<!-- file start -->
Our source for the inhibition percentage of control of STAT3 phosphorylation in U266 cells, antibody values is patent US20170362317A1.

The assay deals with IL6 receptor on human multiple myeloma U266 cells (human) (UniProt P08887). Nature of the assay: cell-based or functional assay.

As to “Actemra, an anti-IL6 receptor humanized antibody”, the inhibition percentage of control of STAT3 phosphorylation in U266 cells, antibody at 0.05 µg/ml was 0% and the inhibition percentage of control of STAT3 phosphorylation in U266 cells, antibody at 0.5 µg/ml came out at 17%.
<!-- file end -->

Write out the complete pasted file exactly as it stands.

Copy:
Our source for the inhibition percentage of control of STAT3 phosphorylation in U266 cells, antibody values is patent US20170362317A1.

The assay deals with IL6 receptor on human multiple myeloma U266 cells (human) (UniProt P08887). Nature of the assay: cell-based or functional assay.

As to “Actemra, an anti-IL6 receptor humanized antibody”, the inhibition percentage of control of STAT3 phosphorylation in U266 cells, antibody at 0.05 µg/ml was 0% and the inhibition percentage of control of STAT3 phosphorylation in U266 cells, antibody at 0.5 µg/ml came out at 17%.